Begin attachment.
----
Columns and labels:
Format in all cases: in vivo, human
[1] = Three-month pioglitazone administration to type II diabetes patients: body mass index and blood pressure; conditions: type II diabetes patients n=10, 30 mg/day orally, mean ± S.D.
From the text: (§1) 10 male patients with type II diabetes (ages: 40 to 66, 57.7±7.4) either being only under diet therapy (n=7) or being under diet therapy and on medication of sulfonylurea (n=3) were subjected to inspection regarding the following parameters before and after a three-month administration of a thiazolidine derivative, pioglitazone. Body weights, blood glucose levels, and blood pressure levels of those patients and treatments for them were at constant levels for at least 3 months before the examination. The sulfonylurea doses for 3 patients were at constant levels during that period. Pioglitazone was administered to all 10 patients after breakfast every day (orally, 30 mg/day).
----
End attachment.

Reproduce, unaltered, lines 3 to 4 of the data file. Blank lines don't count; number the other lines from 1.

[1] = Three-month pioglitazone administration to type II diabetes patients: body mass index and blood pressure; conditions: type II diabetes patients n=10, 30 mg/day orally, mean ± S.D.
From the text: (§1) 10 male patients with type II diabetes (ages: 40 to 66, 57.7±7.4) either being only under diet therapy (n=7) or being under diet therapy and on medication of sulfonylurea (n=3) were subjected to inspection regarding the following parameters before and after a three-month administration of a thiazolidine derivative, pioglitazone. Body weights, blood glucose levels, and blood pressure levels of those patients and treatments for them were at constant levels for at least 3 months before the examination. The sulfonylurea doses for 3 patients were at constant levels during that period. Pioglitazone was administered to all 10 patients after breakfast every day (orally, 30 mg/day).